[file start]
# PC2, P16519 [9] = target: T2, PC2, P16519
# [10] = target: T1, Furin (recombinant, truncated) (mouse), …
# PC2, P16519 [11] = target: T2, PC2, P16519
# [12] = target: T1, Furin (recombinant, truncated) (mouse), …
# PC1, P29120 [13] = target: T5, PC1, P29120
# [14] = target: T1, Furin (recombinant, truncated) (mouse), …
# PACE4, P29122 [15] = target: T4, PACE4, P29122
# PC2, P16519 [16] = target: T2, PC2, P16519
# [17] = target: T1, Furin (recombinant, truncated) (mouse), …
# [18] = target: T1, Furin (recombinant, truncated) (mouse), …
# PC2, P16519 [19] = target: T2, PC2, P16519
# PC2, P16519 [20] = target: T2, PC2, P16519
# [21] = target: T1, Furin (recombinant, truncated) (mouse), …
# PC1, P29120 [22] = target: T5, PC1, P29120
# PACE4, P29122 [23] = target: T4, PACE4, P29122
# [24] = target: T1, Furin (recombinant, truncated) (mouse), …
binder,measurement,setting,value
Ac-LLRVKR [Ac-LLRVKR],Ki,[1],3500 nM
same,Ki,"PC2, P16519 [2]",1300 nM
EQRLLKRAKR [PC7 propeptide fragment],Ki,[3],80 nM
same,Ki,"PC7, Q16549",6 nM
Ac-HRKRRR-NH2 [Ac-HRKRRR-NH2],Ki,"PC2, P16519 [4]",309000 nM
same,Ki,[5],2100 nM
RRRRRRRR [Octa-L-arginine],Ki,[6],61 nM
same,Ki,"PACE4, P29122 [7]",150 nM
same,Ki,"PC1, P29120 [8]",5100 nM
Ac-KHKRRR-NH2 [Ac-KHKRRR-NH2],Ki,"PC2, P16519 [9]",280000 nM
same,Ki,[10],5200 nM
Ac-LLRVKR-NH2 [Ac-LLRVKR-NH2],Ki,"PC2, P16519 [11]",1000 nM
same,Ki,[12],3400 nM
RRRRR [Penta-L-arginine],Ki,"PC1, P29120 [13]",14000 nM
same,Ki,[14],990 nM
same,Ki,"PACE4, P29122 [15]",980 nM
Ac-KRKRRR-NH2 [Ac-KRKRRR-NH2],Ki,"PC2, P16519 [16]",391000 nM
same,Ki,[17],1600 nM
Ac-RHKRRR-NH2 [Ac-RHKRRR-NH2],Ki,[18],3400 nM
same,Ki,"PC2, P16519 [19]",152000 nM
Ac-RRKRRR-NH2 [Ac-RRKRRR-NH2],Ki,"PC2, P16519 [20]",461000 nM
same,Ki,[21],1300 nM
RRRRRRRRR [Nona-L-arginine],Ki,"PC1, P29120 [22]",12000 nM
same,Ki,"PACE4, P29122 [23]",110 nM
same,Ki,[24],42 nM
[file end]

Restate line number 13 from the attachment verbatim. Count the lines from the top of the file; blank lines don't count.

# [21] = target: T1, Furin (recombinant, truncated) (mouse), …